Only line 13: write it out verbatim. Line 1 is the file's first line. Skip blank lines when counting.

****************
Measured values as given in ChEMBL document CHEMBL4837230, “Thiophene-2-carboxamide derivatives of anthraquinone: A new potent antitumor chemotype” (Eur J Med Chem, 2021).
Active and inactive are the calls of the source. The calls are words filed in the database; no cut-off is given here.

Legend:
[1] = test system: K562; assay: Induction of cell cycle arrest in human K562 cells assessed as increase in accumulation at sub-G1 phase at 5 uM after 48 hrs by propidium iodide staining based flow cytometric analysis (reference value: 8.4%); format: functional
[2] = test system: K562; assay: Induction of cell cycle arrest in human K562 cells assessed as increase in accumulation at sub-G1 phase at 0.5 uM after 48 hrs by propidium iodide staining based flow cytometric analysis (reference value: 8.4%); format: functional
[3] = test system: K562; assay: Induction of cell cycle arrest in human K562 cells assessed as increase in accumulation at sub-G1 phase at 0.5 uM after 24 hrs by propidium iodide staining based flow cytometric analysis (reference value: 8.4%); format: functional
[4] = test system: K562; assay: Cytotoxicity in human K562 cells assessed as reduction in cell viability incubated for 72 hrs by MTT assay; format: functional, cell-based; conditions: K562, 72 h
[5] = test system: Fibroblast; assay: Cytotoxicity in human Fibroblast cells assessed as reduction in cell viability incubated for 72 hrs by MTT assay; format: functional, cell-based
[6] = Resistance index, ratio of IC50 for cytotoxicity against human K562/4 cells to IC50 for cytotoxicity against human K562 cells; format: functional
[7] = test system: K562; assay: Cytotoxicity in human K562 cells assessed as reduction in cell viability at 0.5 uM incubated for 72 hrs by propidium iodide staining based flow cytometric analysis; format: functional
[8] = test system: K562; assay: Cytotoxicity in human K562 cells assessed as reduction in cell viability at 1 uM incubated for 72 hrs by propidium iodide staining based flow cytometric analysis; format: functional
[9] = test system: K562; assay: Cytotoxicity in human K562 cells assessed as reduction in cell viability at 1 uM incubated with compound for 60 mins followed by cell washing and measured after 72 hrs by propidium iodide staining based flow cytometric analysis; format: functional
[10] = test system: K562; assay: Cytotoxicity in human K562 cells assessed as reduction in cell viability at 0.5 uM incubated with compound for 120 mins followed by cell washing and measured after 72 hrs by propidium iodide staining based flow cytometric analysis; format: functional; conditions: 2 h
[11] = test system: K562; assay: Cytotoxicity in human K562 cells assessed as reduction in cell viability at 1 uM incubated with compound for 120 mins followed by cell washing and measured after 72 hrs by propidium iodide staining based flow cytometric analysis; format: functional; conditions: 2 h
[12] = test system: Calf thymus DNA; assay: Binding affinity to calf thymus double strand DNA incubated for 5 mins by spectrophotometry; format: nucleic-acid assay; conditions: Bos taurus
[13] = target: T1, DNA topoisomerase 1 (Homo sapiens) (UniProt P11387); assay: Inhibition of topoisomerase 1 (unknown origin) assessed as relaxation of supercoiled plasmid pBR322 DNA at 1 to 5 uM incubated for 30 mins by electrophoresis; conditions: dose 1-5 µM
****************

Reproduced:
[10] = test system: K562; assay: Cytotoxicity in human K562 cells assessed as reduction in cell viability at 0.5 uM incubated with compound for 120 mins followed by cell washing and measured after 72 hrs by propidium iodide staining based flow cytometric analysis; format: functional; conditions: 2 h